A punishing noise artist in search of new sounds journeyed to Japan, where they encountered a local who crafts music similar in timbre and insanity. The musicians bond, learn and roar back to North America with new found wisdom and sonic weapons. Oddly enough this isn’t the new Tim Hecker record, though Konoyo and Sumac’s Love in Shadow have eerily similar backstories. While Hecker was getting haunted by the Tokyo Gakuso, Sumac’s power trio teamed up with Chiba-based free improvisation artist Keiji Haino. Haino and Sumac’s excellently titled American Dollar Bill – Keep Facing Sideways, You’re Too Hideous to Look At Face On came out just this year, but already the post-metal thrashers are back for more.

With their pedigree (Aaron Turner was in ISIS, Brian Cook is in Russian Circles and Nick Yacyshyn drummed in Baptists), it’s no surprise that Sumac go for the high-minded rather than the basic, even as their music descends into sheer chaos. But even for them, Love in Shadow is grand. As the title implies, Sumac are exploring different shades of love. They’ve been vociferous in their denouncement of love as conquest that’s so often trotted out by rock bands. Instead, the album offers a series of character studies about love on a deeper level: The love of friendship and familial ties, yes, but also the love that’s corrupted into envy and addiction.

It’s a big task that Sumac honor with a mammoth album that may be\only four songs long, but its shortest track clocks in at 12 minutes. That’s Haino’s influence showing, as under the direction of Converge’s Kurt Ballou, Sumac recorded Love in Shadow live with a strong focus on improvisation. It shows, mostly for the better. Cook is the steady weight holding the more esoteric sounds firmly in the pocket, but the real draw above his thudding notes is the interplay between Yacyshyn and Turner. Turner flips from harrowing screams to abyssal groans, allowing his guitar to fill in the frequencies between, giving it a satisfyingly crunchy tone. Yacyshyn feeds off of this, not quite going into a full caveman stomp, but there are times where he appears to be punching his drums rather than playing them.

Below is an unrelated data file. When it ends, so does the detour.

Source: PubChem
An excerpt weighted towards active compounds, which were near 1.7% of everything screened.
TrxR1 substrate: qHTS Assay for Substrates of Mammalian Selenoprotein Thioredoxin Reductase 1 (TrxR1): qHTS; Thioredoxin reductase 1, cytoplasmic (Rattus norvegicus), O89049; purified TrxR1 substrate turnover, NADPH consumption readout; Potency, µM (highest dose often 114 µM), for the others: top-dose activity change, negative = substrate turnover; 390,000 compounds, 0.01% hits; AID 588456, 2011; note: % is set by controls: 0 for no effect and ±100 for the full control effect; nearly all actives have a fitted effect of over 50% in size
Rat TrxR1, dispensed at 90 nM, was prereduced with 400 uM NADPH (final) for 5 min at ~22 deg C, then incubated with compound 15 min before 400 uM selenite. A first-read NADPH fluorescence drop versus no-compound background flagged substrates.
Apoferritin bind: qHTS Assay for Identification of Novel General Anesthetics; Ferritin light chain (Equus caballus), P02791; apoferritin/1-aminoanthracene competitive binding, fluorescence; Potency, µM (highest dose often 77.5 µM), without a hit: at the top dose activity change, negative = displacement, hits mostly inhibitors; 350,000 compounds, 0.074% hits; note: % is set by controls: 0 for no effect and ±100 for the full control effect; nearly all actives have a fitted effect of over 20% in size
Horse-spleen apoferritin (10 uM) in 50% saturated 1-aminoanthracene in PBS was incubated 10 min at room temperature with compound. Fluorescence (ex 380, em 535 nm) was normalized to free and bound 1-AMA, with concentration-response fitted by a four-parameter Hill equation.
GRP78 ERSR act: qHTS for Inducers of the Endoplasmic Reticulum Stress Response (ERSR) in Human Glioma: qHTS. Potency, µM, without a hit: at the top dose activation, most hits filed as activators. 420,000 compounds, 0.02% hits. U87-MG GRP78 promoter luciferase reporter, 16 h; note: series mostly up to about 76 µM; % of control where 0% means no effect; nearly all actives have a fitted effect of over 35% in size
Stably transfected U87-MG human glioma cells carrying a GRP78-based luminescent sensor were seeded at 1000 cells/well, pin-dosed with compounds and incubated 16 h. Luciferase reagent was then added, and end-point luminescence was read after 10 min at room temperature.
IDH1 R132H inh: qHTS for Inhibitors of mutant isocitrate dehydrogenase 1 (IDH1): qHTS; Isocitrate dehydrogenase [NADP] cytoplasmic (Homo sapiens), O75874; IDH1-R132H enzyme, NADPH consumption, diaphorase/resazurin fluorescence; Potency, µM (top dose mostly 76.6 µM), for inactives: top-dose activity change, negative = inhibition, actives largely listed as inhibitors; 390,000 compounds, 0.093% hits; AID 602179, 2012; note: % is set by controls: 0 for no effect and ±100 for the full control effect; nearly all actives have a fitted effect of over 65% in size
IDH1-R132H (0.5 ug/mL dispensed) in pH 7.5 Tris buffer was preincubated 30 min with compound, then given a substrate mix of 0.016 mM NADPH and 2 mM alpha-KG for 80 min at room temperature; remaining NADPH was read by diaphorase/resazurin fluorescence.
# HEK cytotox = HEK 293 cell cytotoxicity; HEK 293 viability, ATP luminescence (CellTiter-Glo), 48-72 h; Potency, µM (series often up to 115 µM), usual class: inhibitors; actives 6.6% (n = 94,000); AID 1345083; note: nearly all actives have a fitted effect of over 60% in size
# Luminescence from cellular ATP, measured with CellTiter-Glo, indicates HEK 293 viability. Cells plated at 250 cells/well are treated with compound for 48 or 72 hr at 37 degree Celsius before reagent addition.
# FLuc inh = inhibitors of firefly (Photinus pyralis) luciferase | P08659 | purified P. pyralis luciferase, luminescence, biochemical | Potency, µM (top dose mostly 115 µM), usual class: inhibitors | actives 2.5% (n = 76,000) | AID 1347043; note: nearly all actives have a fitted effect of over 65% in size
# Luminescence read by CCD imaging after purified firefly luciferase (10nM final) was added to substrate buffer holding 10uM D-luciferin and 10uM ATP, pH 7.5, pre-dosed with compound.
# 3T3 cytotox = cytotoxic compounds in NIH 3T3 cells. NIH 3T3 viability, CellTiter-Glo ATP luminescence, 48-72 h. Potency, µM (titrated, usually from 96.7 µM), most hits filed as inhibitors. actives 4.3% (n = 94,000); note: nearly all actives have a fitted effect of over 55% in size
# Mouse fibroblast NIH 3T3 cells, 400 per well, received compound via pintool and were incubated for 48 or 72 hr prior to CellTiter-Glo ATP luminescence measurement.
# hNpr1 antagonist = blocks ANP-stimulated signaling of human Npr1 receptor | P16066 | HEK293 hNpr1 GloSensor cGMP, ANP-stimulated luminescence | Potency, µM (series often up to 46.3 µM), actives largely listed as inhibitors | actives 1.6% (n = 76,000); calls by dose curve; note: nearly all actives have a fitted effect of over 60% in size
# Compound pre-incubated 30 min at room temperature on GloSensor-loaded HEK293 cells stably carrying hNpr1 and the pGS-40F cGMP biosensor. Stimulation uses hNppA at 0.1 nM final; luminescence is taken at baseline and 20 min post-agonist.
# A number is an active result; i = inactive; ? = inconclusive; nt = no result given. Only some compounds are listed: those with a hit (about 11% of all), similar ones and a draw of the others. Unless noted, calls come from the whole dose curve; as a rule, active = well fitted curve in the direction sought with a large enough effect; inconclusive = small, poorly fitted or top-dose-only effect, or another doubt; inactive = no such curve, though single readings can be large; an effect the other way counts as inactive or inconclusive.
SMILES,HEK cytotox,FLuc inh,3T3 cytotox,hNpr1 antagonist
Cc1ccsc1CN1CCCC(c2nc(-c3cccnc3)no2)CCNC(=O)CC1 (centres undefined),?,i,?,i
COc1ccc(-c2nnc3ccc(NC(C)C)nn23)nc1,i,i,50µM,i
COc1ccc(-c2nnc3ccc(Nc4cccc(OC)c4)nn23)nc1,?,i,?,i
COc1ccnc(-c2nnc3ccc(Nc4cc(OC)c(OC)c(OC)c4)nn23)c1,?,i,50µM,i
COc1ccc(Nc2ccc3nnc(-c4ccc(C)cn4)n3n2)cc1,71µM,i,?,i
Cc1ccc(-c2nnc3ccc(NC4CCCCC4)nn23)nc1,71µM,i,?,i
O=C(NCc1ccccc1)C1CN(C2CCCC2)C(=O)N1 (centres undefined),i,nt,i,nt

Though the run times might be daunting, there are sections reminiscent of Baptists’ rapid-fire sludge. The opening bit of “Attis’ Blade” brings to mind less of a mosh and more of a man-sized blender being turned on. It’s also strangely beautiful by turns. The final moments of “Arcing Silver” do have an avalanche of drums clattering down, but Turner and Cook’s interplay recalls the more atmospheric moments of ISIS, swirling out into the void. And while the climax of closer “Ecstasy of Unbecoming” won’t be making the pop charts, its wild rush to the finish is one of the most thrilling moments in metal this year.

Love in Shadow, despite its sound and title, expresses some hope in its exploration of humanity’s greatest feeling. In the midst of the gloom, Turner howls about finding “Our better blood” somewhere out there in the chaos. This trio is obviously having the time of their lives, even while playing music so doomy. Much like Hecker’s own romantic voyage on Love Streams, Sumac have reached into the ugly and crafted something gorgeous.

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